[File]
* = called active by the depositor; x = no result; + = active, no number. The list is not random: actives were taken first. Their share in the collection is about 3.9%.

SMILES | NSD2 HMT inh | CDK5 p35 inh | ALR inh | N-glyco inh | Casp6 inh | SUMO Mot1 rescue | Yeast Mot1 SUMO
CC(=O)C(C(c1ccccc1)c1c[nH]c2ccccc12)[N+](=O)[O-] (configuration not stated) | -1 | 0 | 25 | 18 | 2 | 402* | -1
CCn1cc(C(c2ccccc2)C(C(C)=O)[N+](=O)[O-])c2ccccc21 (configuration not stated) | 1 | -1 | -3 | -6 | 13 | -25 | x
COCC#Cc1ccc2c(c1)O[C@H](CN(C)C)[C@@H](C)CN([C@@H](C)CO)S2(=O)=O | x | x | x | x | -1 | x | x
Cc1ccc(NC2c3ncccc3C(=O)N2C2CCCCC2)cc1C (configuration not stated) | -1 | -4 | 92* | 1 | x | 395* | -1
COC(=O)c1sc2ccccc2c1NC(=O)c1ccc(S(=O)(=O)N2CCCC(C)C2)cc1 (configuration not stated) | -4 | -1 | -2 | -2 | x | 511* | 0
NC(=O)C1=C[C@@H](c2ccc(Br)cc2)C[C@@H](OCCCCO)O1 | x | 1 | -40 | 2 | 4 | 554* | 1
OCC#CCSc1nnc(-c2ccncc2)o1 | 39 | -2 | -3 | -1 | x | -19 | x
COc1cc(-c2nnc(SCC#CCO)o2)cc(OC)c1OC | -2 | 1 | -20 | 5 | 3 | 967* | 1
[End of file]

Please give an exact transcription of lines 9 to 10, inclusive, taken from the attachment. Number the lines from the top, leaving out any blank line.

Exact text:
OCC#CCSc1nnc(-c2ccncc2)o1 | 39 | -2 | -3 | -1 | x | -19 | x
COc1cc(-c2nnc(SCC#CCO)o2)cc(OC)c1OC | -2 | 1 | -20 | 5 | 3 | 967* | 1